Sweden also has a high standard of living, which emphasises sustainability and social equality. Its capital, Stockholm, is known for its quality of life, cultural richness, and thriving startup scene. Overall, Sweden's economic resilience, innovation, and commitment to social welfare make it one of Europe's richest and most progressive countries.

Belgium  

Belgium has a highly developed, high-income mixed economy, with a GDP per capita of $55,540 and a population of 11,715,774. Its central geographic location and well-developed transportation network, including ports such as the Port of Antwerp, canals, railways, and highways, support its diverse industrial and commercial base. Belgium was the first European country to join the Industrial Revolution in the early 19th century.

The economy benefits from a strong social security system, with social expenditure accounting for more than a quarter of GDP. Industry is concentrated mainly in Flanders, Brussels, and the major Walloon cities of Liège and Charleroi. Belgium imports raw materials and semi-finished goods, which are processed and re-exported. The country has few natural resources other than fertile soils; coal is no longer economically viable.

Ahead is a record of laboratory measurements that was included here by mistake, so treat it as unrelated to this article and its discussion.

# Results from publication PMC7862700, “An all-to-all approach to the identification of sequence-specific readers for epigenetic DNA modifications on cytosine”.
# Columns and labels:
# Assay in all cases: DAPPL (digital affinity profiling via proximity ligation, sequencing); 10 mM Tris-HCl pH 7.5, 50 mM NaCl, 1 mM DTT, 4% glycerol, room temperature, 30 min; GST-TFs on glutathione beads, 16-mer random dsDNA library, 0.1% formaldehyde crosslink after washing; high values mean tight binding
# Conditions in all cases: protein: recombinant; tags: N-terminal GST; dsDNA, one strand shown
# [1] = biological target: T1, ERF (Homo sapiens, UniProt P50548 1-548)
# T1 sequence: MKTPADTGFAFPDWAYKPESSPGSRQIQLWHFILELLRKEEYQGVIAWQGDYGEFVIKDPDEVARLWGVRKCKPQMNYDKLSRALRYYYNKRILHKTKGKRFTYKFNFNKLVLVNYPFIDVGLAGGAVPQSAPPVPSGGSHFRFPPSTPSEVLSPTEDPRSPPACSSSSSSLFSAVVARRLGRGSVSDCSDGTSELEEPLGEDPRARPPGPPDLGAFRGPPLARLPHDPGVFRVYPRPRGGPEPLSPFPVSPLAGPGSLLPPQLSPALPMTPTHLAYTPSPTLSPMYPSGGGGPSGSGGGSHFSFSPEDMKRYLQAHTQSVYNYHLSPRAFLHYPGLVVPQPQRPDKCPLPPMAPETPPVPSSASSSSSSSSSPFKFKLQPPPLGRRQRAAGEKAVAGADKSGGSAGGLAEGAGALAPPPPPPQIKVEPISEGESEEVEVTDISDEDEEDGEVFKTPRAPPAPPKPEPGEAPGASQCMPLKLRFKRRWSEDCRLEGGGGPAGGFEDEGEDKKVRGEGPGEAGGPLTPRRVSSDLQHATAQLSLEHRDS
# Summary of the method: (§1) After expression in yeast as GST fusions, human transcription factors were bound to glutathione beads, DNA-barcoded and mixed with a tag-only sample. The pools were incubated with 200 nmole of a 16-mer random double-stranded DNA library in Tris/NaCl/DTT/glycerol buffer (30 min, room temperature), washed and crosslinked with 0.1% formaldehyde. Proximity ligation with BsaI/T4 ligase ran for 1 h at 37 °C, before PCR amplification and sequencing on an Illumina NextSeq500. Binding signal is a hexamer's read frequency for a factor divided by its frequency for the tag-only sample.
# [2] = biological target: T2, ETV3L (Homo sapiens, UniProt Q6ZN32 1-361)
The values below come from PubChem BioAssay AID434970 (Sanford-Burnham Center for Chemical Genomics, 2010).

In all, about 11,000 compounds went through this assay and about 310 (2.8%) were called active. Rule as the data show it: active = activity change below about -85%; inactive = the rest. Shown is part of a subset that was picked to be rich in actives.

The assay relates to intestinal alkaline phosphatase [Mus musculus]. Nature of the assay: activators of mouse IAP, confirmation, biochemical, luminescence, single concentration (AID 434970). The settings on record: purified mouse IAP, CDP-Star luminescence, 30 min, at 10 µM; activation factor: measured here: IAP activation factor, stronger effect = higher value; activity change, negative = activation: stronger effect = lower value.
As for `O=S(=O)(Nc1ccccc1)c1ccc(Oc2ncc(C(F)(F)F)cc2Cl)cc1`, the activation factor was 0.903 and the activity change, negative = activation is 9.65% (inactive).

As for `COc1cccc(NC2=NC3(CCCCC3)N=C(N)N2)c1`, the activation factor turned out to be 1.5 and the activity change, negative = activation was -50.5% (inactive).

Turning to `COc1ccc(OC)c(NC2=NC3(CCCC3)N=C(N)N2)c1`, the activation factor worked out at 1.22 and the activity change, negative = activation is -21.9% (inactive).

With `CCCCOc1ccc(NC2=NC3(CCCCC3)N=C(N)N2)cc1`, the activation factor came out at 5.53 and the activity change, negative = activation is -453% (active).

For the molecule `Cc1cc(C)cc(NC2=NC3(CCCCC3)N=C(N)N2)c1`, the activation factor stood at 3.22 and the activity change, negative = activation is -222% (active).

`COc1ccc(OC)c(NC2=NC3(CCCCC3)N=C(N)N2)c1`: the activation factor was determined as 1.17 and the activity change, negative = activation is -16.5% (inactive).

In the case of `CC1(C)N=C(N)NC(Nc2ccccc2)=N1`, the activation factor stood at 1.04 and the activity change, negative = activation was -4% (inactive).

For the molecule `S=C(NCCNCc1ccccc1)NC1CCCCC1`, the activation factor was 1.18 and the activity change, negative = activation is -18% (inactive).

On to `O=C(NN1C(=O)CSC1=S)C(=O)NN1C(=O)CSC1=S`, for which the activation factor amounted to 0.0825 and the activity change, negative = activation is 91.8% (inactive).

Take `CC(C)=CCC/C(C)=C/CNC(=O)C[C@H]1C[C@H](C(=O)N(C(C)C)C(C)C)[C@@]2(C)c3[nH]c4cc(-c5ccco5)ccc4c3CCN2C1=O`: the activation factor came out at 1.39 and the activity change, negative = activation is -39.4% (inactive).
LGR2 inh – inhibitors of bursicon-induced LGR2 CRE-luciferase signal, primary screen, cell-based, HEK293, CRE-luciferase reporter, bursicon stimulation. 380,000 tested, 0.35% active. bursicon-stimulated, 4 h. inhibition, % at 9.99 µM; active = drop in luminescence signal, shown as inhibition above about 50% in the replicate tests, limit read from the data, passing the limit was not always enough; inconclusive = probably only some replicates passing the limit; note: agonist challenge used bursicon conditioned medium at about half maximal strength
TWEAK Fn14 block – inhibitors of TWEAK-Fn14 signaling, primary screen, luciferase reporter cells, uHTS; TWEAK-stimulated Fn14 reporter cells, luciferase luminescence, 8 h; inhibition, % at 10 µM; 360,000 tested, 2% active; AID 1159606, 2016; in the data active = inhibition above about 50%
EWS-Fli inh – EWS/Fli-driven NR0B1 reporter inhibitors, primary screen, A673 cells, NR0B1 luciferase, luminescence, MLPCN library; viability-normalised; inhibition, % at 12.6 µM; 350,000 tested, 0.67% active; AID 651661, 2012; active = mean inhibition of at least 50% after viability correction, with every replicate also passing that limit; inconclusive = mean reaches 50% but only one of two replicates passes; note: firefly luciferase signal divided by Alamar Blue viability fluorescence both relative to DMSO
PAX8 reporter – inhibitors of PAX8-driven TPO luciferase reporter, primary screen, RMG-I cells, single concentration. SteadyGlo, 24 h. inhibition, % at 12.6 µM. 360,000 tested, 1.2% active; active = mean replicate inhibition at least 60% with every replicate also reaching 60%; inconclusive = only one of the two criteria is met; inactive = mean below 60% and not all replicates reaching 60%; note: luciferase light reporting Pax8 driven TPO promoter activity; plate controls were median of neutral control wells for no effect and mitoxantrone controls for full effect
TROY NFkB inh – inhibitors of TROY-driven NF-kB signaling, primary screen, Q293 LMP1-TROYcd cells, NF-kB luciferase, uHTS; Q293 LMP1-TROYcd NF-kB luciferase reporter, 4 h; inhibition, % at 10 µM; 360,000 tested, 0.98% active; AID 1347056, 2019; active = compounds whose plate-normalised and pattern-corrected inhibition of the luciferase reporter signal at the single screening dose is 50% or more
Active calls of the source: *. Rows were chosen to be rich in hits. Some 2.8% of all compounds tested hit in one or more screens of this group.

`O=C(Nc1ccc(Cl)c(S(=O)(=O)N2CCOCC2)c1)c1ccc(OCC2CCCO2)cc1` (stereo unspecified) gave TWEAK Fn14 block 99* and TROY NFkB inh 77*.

Exports make up more than two-thirds of Belgium's gross national income, making the country heavily dependent on global trade. Belgium's trade advantages come from its central location and highly skilled, multilingual and productive workforce.

As one of the founding members of the European Community, Belgium strongly supports further integration of European economies within the EU. Nearly three-quarters of its trade is with other EU countries. It is one the richest countries in Europe per capita.

Finland  

Finland's economy is highly industrialised, mixed, with a GDP per capita of $55,130, comparable to Western European economies such as France, Germany, and the United Kingdom. It has a population of 5,549,886.

The largest sector of Finland's economy is services, followed by manufacturing and the primary sector. Finland has a strong social security system, with social expenditure equal to more than a quarter of GDP. It is among the richest countries in Europe per capita.